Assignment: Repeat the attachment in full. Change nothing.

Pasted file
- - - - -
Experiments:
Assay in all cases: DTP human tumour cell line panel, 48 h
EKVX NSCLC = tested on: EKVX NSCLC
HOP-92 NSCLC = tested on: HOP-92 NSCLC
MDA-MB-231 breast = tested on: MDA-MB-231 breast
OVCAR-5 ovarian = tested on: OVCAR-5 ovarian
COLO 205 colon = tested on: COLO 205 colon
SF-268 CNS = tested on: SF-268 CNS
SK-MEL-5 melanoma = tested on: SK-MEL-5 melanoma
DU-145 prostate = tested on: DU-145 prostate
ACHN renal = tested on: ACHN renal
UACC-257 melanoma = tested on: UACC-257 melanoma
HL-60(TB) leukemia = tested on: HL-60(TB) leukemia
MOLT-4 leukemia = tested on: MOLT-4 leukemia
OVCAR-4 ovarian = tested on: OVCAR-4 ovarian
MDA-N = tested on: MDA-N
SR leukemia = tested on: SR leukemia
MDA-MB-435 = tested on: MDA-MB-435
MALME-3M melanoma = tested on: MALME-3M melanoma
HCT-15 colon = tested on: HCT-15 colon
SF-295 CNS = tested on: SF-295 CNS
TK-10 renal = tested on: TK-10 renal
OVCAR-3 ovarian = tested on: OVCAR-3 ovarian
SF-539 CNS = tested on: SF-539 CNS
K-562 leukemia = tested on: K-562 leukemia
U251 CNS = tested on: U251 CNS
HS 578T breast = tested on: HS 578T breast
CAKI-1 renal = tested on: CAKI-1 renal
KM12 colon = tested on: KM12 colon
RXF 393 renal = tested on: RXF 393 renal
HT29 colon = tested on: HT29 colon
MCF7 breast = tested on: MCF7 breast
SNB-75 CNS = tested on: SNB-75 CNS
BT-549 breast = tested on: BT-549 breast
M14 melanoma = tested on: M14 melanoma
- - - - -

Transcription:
Experiments:
Assay in all cases: DTP human tumour cell line panel, 48 h
EKVX NSCLC = tested on: EKVX NSCLC
HOP-92 NSCLC = tested on: HOP-92 NSCLC
MDA-MB-231 breast = tested on: MDA-MB-231 breast
OVCAR-5 ovarian = tested on: OVCAR-5 ovarian
COLO 205 colon = tested on: COLO 205 colon
SF-268 CNS = tested on: SF-268 CNS
SK-MEL-5 melanoma = tested on: SK-MEL-5 melanoma
DU-145 prostate = tested on: DU-145 prostate
ACHN renal = tested on: ACHN renal
UACC-257 melanoma = tested on: UACC-257 melanoma
HL-60(TB) leukemia = tested on: HL-60(TB) leukemia
MOLT-4 leukemia = tested on: MOLT-4 leukemia
OVCAR-4 ovarian = tested on: OVCAR-4 ovarian
MDA-N = tested on: MDA-N
SR leukemia = tested on: SR leukemia
MDA-MB-435 = tested on: MDA-MB-435
MALME-3M melanoma = tested on: MALME-3M melanoma
HCT-15 colon = tested on: HCT-15 colon
SF-295 CNS = tested on: SF-295 CNS
TK-10 renal = tested on: TK-10 renal
OVCAR-3 ovarian = tested on: OVCAR-3 ovarian
SF-539 CNS = tested on: SF-539 CNS
K-562 leukemia = tested on: K-562 leukemia
U251 CNS = tested on: U251 CNS
HS 578T breast = tested on: HS 578T breast
CAKI-1 renal = tested on: CAKI-1 renal
KM12 colon = tested on: KM12 colon
RXF 393 renal = tested on: RXF 393 renal
HT29 colon = tested on: HT29 colon
MCF7 breast = tested on: MCF7 breast
SNB-75 CNS = tested on: SNB-75 CNS
BT-549 breast = tested on: BT-549 breast
M14 melanoma = tested on: M14 melanoma